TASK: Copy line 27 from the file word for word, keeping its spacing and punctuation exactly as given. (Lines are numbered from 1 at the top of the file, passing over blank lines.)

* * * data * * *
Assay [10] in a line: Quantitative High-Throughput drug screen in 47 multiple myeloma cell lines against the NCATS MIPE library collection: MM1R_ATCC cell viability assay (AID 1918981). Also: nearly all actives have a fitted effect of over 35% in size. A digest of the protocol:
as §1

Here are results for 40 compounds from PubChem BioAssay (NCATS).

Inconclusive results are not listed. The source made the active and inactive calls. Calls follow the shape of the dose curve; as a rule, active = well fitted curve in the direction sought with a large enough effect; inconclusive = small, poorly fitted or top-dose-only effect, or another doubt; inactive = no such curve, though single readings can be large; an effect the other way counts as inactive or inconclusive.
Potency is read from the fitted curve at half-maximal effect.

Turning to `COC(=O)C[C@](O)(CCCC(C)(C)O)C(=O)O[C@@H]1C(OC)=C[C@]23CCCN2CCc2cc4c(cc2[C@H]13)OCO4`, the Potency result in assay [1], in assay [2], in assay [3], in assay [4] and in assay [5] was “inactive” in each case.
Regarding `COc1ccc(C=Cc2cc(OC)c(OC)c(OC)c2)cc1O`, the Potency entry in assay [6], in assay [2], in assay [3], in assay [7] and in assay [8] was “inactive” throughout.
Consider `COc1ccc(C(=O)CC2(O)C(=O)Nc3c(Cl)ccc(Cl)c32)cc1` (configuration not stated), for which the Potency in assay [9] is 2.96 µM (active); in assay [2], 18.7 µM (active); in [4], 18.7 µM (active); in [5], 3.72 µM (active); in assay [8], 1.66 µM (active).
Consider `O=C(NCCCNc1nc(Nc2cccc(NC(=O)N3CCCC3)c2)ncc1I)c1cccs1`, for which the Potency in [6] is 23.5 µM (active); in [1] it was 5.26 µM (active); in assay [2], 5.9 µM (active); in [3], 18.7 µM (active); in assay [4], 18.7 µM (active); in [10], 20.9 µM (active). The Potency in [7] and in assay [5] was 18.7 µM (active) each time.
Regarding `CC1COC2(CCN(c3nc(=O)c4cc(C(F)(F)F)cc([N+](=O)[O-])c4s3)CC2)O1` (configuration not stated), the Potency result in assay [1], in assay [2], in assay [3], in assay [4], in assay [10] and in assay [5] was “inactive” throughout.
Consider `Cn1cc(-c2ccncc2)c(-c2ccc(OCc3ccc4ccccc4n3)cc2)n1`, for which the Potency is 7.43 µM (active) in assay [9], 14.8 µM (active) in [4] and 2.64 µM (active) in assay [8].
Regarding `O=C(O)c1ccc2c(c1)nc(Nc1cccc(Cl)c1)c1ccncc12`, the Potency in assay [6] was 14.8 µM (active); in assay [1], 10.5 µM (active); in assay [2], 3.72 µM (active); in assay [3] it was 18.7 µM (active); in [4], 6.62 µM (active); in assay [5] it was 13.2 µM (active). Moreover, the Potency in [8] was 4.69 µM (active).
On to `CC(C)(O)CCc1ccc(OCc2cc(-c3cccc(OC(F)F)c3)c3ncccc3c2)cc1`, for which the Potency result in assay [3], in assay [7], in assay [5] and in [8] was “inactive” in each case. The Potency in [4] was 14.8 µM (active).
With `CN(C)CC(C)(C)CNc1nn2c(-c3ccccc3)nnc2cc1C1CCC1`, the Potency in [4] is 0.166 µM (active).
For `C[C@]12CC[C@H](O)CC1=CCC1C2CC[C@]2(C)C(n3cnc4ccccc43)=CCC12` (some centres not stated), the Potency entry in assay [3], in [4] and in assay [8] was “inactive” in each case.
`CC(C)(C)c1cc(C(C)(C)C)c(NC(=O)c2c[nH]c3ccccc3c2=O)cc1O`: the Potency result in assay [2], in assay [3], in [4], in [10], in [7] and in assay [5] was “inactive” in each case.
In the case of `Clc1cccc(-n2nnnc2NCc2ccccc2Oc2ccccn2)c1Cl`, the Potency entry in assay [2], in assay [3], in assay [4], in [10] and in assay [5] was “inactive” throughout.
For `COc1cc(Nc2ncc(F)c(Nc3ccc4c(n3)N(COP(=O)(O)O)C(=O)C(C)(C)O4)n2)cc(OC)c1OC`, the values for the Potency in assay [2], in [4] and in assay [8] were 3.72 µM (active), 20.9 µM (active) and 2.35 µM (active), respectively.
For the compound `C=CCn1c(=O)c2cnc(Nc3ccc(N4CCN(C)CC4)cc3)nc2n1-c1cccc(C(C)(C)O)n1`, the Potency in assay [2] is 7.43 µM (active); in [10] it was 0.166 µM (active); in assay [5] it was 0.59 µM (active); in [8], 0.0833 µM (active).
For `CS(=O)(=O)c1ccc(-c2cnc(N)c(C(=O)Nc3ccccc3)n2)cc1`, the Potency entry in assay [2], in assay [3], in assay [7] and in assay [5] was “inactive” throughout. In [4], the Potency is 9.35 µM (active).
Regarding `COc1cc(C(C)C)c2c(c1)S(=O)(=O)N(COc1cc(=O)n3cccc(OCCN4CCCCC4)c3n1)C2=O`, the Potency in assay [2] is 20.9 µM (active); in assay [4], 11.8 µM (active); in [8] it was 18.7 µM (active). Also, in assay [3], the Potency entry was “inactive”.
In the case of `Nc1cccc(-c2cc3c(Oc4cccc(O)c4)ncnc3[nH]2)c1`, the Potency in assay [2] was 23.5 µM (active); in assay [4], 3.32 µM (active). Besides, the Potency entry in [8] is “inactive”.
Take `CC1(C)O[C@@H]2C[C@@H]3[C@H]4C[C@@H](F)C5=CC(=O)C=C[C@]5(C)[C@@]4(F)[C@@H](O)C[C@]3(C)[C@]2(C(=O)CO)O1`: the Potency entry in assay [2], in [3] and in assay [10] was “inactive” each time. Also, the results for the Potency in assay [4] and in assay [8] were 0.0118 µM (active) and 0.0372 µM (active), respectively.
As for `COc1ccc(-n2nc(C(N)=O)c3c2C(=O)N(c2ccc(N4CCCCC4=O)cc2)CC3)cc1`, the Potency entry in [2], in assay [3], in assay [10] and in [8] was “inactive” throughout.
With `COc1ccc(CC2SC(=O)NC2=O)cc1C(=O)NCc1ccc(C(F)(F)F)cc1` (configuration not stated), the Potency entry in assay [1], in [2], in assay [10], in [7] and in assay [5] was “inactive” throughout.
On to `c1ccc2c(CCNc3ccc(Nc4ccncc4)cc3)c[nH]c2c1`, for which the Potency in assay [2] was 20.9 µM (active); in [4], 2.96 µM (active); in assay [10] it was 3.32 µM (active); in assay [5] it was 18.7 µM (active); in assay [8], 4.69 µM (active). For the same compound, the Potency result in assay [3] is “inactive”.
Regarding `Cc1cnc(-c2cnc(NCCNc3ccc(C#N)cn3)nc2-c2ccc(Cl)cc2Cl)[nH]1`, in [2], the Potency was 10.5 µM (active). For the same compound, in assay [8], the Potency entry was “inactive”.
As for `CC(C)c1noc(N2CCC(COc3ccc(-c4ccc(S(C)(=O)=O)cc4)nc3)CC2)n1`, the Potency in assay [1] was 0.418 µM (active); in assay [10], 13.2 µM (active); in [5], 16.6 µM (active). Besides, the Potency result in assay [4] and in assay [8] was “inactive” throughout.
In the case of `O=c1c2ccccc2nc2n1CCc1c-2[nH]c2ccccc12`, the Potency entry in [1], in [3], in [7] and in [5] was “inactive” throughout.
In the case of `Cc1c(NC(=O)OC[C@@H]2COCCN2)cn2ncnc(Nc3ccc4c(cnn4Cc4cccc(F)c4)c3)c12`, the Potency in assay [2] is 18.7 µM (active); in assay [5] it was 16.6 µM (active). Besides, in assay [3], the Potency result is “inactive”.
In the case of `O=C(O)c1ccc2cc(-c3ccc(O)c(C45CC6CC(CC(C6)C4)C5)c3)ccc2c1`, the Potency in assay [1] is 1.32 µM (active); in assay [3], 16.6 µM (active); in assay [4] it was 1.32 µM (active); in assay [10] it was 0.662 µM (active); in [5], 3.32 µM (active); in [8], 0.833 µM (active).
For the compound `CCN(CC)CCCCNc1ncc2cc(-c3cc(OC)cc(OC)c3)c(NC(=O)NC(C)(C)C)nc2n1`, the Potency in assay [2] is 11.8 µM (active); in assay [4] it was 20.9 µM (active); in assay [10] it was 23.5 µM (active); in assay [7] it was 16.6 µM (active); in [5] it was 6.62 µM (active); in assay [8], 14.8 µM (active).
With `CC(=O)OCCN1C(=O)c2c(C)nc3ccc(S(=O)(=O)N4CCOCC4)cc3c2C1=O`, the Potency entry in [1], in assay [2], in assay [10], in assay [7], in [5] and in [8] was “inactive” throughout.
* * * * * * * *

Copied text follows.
Regarding `Cc1cnc(-c2cnc(NCCNc3ccc(C#N)cn3)nc2-c2ccc(Cl)cc2Cl)[nH]1`, in [2], the Potency was 10.5 µM (active). For the same compound, in assay [8], the Potency entry was “inactive”.